Most of the operating system-like functionality is straightforward, except that the “system call” interface that Go uses is deprecated. For use in a sandboxed environment where we control the specific version of NaCl being used, the deprecation is not a problem, but an appendix below describes how the implementation might be changed to use the new NaCl IRT.

Perhaps the most significant feature of NaCl as an operating system is that it does not provide a “sigreturn” system call to return from a signal handler. There is a system call to mark the signal handler as having completed, so that the handler can be invoked for future traps, but that call does not restore the execution context. The omission is understandable: in general the execution context is difficult to restore safely, and most systems do not continue execution after memory faults. Luckily, Go only continues execution by setting up a call to a function that will not return (runtime.sigpanic), and it is possible to restore enough state to start that function without help from NaCl.

Both of these sources of changes are fairly limited, much less work than a typical new architecture or new operating system. However, the incompatibility between C and Go frames, mentioned in the previous section, requires much more significant and invasive changes. To take a real example, the builtin function copy compiles into a call to runtime.copy, with the Go signature:

        func copy(dst, src []any, width uintptr) (n int)

The corresponding C function in the runtime package (with a simplified implementation) is:

        void copy(Slice dst, Slice src, uintptr width, intgo n) {

                n = dst.len;

                if(n > src.len)

                        n = src.len;

                memmove(dst.array, src.array, n*width);

                FLUSH(&n);

        }

The FLUSH macro ensures that n is written back to the parameter memory, where the Go caller expects to find the function’s output. Because width is pointer-sized and output results start word-aligned and words and pointers have the same size, the C and Go prototypes match on current systems. On GOARCH=amd64p32, however, the input arguments are 7 uint32s, or 3½ words, meaning that the C parameter intgo n is not in the correct place. Short of introducing new notation in the C compiler, padding must be inserted before n.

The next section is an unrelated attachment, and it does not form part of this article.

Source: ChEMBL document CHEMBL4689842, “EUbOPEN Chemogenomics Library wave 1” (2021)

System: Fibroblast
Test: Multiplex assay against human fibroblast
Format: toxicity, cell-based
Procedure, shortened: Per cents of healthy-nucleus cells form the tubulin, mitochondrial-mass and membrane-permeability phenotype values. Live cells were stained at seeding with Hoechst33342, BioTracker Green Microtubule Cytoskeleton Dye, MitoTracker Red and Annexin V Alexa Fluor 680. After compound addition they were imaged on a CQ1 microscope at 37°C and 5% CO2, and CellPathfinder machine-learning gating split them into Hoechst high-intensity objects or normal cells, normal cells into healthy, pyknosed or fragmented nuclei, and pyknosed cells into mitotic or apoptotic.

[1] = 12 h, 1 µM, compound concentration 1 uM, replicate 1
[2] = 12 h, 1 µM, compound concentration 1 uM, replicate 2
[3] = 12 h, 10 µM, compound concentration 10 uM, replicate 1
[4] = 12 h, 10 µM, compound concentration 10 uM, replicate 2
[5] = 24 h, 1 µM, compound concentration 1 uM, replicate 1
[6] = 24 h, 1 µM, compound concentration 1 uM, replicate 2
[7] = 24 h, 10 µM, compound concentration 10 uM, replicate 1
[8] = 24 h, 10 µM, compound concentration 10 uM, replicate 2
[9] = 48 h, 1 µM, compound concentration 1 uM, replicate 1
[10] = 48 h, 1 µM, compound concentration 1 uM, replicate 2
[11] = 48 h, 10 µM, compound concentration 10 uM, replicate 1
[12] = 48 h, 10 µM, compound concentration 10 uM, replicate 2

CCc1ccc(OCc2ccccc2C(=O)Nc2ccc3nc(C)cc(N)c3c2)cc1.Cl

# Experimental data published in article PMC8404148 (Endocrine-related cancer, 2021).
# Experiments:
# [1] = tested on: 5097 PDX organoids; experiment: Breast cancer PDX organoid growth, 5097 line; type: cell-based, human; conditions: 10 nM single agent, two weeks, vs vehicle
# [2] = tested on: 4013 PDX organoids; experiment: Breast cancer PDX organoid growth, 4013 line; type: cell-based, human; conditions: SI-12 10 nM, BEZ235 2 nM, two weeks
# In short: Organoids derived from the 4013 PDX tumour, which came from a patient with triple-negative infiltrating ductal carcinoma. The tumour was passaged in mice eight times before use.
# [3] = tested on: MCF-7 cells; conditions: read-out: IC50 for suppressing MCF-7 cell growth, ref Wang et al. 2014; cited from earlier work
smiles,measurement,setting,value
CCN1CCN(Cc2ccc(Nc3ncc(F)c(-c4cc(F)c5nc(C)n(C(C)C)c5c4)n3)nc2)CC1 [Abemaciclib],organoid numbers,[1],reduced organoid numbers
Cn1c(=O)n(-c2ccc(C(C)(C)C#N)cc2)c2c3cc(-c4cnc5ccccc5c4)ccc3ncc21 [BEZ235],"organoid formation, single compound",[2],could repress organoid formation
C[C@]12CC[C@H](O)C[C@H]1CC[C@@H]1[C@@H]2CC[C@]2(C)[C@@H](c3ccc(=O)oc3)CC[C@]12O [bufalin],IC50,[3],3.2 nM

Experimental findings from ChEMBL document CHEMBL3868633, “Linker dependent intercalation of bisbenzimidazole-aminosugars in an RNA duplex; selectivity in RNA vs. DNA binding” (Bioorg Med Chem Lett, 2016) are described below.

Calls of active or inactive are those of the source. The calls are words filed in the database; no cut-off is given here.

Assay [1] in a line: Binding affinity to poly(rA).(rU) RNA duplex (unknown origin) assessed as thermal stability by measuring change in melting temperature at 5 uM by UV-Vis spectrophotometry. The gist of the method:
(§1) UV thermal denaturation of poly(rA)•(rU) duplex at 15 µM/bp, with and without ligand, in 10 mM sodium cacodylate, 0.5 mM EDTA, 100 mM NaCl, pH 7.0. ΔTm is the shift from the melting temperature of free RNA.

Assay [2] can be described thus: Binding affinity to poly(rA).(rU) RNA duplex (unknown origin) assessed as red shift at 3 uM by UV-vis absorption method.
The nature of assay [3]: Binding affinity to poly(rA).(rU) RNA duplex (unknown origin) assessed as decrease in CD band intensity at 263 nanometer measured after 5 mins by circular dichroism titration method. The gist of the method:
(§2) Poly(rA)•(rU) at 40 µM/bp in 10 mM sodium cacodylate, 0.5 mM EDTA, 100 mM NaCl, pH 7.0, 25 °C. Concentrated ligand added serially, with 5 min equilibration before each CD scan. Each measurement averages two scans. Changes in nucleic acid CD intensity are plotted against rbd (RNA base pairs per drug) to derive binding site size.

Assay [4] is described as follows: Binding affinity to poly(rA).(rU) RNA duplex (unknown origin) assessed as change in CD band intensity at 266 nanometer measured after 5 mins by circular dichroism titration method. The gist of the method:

We already have a tool to help with this. Ian’s goc2c, now part of cmd/dist, reads .goc files that define Go function signatures with C bodies and then writes out equivalent C code, inserting padding as appropriate to the target architecture. The required change is to use goc2c in many more places than we do today. Specifically, we’ve implicitly assumed that it was unnecessary to use .goc files for functions with a final pointer-sized input argument or with a leading pointer-sized output argument. That is no longer the case. The files alg.c, chan.c, complex.c, cpuprof.c, export_test.c, hashmap.c, iface.c, lfstack.c, slice.c, and symtab.c all contain runtime functions called from Go and need to be converted to .goc files instead. For the most part this is a matter of “hg mv”, adding a package statement, and then translating the function prototypes from C to Go. The function bodies need not change, so the diffs are not enormous.

Package syscall

NaCl requires the usual per-operating system assembly such as the Syscall function and the set of common functions expected by packages like net and os. However, NaCl is a very minimal operating system. There are many common things that it does not provide, such as file system access (except in a debugging mode), pipes, and networking. It would be possible to use build tags and NaCl-specific source files to limit higher-level packages correspondingly, but that would require significant implementation work in those higher-level packages. Instead, we choose to implement simulations of the missing functionality in package syscall itself, so that to higher-level packages NaCl looks like most of the other Unix systems that Go runs on. That is, there is more code in NaCl’s package syscall than in most systems, but in return there is almost no NaCl-specific code in the higher-level packages.

NaCl has its own concept of file descriptors: it uses them for I/O to standard input, standard output, and standard error, and it also assigns file descriptors to allocated mutexes, condition variables, and other objects. To provide a simulation of full file system access, package syscall must maintain its own file descriptor table that dispatches to multiple implementations, only one of which invokes NaCl calls. The fd table is about 300 lines of Go code.